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Biol Psychiatry. 1998 Dec 1;44(11):1171-7.

Progressive behavioral response to repeated d-amphetamine challenge: further evidence for sensitization in humans.

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Department of Psychiatry, University of Cincinnati College of Medicine, OH 45267-0559, USA.



Behavioral sensitization is the process whereby intermittent stimulant exposure produces a time-dependent, enduring, and progressive behavioral response. Although animal models of sensitization are well established, the phenomenon has been relatively little studied in humans. In a previous study, we reported enhanced responses following a second as compared to a first amphetamine dose in eye-blink rate and ratings of increased motor activity/energy, increased speech, and elevated mood in normal human volunteers. This current study extends those findings in a new sample of normal volunteers.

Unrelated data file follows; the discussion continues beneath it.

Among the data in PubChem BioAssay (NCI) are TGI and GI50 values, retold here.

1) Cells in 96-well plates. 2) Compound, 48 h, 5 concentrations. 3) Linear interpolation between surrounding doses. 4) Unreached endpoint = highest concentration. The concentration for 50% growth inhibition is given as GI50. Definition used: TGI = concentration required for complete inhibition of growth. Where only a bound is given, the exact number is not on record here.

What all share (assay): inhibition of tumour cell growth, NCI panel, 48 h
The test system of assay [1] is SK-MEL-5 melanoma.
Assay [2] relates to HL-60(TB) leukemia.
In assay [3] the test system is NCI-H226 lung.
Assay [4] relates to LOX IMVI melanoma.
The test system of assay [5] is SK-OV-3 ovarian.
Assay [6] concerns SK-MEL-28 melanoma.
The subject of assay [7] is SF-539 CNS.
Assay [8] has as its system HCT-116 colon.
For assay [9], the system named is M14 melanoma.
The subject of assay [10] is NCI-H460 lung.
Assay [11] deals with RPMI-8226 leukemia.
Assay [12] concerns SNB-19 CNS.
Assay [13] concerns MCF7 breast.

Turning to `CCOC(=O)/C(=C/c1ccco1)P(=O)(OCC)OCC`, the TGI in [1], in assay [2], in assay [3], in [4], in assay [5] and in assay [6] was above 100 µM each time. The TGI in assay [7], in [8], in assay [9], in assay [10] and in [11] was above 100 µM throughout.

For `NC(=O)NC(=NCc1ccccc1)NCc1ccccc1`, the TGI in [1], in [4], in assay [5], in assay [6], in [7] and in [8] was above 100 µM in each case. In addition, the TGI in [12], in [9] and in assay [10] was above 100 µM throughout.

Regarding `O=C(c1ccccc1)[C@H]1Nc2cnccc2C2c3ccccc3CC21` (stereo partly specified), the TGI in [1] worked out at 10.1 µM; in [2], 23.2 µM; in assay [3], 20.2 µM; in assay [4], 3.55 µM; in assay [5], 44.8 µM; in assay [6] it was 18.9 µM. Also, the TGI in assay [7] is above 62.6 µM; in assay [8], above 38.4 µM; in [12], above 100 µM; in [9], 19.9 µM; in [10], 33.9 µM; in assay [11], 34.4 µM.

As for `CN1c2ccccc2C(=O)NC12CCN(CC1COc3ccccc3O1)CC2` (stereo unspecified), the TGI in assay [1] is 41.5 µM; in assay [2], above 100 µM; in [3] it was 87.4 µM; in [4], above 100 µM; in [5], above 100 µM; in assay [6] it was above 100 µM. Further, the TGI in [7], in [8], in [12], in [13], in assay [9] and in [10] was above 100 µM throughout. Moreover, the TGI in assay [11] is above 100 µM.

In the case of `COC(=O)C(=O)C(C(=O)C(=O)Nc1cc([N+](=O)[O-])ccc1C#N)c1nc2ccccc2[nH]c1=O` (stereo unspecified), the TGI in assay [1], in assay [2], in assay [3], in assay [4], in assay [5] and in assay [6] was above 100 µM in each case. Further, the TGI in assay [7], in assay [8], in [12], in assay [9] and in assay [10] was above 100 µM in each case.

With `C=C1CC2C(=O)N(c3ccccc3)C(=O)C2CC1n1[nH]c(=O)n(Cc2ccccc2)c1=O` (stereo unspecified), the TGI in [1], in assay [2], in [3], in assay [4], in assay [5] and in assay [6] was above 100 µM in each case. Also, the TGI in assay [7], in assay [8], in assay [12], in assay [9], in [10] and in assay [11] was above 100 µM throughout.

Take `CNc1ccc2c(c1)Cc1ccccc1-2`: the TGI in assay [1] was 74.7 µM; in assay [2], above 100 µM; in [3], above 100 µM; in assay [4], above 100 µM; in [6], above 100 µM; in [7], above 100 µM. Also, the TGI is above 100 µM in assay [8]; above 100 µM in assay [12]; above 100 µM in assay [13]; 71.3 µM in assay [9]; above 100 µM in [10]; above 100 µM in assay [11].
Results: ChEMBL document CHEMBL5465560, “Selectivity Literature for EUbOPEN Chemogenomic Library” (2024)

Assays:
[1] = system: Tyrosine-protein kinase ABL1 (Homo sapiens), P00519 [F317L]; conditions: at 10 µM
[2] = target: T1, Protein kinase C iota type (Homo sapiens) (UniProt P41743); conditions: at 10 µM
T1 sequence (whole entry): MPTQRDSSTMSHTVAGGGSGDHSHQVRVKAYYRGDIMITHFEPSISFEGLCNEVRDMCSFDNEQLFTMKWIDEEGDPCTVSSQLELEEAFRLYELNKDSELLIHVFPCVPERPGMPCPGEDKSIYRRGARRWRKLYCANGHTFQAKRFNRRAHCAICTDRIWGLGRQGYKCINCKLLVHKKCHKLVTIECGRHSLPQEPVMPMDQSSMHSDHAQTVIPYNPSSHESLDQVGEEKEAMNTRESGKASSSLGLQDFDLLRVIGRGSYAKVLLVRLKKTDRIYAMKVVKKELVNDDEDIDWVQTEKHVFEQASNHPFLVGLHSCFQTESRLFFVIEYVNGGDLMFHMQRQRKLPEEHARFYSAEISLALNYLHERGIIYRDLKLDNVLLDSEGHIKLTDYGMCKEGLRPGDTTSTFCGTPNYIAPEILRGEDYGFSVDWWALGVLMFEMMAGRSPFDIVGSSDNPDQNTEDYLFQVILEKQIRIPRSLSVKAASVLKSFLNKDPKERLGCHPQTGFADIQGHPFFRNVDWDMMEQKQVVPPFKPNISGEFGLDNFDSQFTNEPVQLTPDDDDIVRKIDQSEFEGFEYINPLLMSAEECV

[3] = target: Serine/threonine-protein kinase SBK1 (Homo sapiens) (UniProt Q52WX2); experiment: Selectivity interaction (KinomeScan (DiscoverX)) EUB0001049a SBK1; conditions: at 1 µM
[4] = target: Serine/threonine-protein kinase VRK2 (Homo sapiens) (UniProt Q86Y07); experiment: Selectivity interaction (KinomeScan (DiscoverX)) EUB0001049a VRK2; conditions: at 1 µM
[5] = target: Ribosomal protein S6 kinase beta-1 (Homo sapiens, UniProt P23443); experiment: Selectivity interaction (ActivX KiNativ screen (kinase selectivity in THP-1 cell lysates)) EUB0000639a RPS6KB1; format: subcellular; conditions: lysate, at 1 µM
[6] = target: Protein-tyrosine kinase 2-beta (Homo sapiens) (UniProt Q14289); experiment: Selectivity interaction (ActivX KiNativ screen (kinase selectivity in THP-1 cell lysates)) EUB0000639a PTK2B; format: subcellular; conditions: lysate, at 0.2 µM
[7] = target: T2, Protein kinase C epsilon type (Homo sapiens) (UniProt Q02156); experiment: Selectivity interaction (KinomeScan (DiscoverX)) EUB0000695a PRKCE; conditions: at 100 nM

Eleven normal human volunteers were administered three single oral doses of d-amphetamine (0.25 mg/kg) at 48-hour intervals, alternating with matched placebo in a randomized, double-blind trial. Hourly behavioral ratings included eye-blink rate, symptoms (elevated mood, increased speech, increased motor activity/energy), and subjective drug effects.


Eye-blink rate and increased motor activity/energy ratings progressively increased following each challenge with the third amphetamine dose response significantly greater than all other conditions 4 hours postadministration. Similar, although less pronounced, responses were observed for elevated mood and subjective drug effect.


These results provide further evidence for sensitization of some amphetamine-induced behaviors in human subjects.

[Indexed for MEDLINE]

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